Premier League contributes £1bn in tax
The figure comes from accountants Saffery Champness. The firm says that several factors fuel the increase, including a 30% increase in TV revenue that is helping to push wages up, the introduction of the 50% top rate of tax and a rate of 20% VAT on ticket sales.
The PL's spokesman Dan Johnson backed the firm's calculations and said this showed that "The money that goes out in PAYE is bigger than the cheque that the clubs write to the players." And Saffery Champness's Pete Hackleton said: "For all the criticism of ever increasing footballer's salaries, the unsung contribution that the industry is making to the UK economy is substantial."
Let's take another viewBut let's hold on just a minute. Because when the world's richest league trumpets the contribution it makes to the economy, it raises a number of questions. Foremost among them is this. If the PL thinks the tax contributions its clubs make are so important to the economy, why are so many of those clubs registered in off-shore tax havens?
Last May, a report by Christian Aid that was backed by Supporters Direct and the Football Supporters Federation found that 14 of the 20 clubs in the PL for the 2009/10 season were registered offshore in secrecy jurisdictions. With turnover alone for that season put at £2.03bn by Deloitte, a detailed breakdown would help to put the tax figure into its true perspective.
Unfortunately is it difficult to get all that information, because the thing about secrecy jurisdictions is that they allow those using them to keep things secret. So while a £1bn contribution should not be sniffed at, it is not possible to se accurately how that stacks up against what football makes.
Broadcasting rightsAs with all statistics, you can slice and dice them to make whatever point you wish to. At risk of doing the same, I'd also ask whether, for example, the 30% uplift in wages attributed to the increased broadcasting rights fees can more accurately be seen as a 'contribution from football' or as passing money from the customer through the system to the Treasury.
The same observation can be made of the VAT 'contribution', because VAT is added to the price a consumer pays for a ticket and passed direct to the Treasury. Let's throw some other figures in too, such as the £3.bn of debt attributed to 18 English PL clubs in 2007/08 by UEFA. Or HMRC's estimate of the total unpaid tax bill for all English league clubs at £25m.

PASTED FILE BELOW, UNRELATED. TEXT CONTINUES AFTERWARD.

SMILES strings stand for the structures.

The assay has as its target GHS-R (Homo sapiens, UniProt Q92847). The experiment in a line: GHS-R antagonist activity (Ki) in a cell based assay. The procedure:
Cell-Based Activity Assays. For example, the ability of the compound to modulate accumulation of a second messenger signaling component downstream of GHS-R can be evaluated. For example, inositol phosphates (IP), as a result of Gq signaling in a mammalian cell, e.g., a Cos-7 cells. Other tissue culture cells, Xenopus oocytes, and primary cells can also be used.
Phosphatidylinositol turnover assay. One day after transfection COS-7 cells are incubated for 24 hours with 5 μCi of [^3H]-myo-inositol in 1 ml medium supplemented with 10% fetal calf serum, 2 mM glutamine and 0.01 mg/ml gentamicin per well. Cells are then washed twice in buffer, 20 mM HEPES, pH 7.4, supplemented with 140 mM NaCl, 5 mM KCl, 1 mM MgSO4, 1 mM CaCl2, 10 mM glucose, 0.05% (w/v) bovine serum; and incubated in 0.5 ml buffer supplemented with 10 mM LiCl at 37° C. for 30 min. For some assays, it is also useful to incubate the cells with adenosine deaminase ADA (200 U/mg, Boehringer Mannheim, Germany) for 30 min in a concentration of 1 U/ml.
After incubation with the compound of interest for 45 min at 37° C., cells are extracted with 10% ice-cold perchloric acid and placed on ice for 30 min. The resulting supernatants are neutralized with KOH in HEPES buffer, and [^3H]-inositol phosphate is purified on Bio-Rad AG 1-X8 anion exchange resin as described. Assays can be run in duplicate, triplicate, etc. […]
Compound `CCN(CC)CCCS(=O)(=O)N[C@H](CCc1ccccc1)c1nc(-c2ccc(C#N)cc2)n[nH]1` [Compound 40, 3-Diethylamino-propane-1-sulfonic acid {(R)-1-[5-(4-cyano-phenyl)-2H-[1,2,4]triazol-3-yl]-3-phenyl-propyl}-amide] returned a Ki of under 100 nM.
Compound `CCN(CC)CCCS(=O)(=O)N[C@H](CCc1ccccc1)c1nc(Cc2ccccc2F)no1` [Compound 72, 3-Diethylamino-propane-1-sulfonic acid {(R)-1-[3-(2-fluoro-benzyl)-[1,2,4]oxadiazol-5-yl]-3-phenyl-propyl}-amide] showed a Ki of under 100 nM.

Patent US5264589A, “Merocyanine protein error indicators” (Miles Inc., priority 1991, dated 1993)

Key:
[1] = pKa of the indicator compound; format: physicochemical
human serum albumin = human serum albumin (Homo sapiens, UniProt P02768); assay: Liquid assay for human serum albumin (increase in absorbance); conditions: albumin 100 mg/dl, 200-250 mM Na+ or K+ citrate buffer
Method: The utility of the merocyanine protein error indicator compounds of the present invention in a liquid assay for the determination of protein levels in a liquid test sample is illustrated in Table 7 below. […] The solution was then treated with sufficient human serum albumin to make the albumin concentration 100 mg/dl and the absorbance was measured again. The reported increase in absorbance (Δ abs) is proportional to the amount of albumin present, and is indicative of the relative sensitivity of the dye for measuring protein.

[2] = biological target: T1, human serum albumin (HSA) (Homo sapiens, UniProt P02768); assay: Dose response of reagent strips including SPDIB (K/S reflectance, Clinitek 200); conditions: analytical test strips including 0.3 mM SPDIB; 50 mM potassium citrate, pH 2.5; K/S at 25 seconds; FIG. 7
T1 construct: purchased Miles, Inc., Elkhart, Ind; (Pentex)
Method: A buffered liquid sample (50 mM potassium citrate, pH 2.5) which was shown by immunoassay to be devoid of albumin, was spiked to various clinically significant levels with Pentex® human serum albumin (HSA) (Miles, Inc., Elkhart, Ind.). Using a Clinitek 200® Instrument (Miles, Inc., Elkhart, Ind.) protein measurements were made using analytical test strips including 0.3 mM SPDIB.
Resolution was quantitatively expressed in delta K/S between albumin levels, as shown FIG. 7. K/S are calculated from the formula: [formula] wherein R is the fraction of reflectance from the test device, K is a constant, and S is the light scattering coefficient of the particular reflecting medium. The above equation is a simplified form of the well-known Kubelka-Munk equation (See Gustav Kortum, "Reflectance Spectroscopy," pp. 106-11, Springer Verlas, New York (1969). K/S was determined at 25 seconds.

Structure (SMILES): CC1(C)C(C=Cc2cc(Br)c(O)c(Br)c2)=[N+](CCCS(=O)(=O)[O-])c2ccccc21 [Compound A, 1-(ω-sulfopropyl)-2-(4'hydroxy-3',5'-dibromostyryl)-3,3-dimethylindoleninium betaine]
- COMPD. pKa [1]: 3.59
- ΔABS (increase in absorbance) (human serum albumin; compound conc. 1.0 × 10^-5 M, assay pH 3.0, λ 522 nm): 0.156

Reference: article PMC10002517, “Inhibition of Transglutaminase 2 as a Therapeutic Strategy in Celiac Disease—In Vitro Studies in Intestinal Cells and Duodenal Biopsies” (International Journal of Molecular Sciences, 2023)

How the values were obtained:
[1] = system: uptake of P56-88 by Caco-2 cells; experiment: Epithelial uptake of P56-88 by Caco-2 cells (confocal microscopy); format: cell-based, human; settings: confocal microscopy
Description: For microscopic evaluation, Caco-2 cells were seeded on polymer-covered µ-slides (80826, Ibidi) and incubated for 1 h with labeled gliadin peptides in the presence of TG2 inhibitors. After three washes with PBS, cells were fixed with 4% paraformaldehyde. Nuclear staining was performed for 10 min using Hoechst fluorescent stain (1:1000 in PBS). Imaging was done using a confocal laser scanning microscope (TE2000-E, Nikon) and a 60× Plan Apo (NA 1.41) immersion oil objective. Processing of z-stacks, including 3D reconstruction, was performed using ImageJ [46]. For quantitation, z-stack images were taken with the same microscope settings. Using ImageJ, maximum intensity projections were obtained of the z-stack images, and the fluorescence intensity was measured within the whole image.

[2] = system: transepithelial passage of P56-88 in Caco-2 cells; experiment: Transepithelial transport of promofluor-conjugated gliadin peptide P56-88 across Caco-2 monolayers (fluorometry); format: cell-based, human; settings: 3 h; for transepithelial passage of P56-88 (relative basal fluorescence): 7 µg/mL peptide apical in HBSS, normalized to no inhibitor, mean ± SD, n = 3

The claim about the wage bill and PAYE is also interesting. It's possible to add the 40% tax rate to the 12% National insurance contribution to get 52%, and to factor in the 50% rate paid on salaries over £150,000 a year. But the "cheque the clubs write to players" also includes a number of other elements. One concerns image rights, and the taxable status of those rights are currently the subject of a legal dispute between the football authorities and HMRC.
IncentivisedTax industry sources I spoke to also made the point that much of what is identified as over-spending in football is incentivised by the way the tax system operates. Let's say, for example, you own a business and are also the owner of a football club.
If your business makes a profit, you can pay tax on that profit, or you can invest the profit into a football club. One course of action makes you a good citizen, the other makes you a hero to the supporters of the club you finance.
The football authorities will no doubt see much of this as ungrateful nit-picking. But if football wants to make a virtue of its contribution to society, it should not be surprised when people ask for the full picture. Or when they how praiseworthy making a virtue of a requirement really is.
Football takes every opportunity to say it is the national sport. With that reputation comes responsibility, and that responsibility includes doing the right thing because it is the right thing to do, and not blurring the lines between tax efficiency and tax evasion. If football wants to be taking seriously, it will make itself more transparent.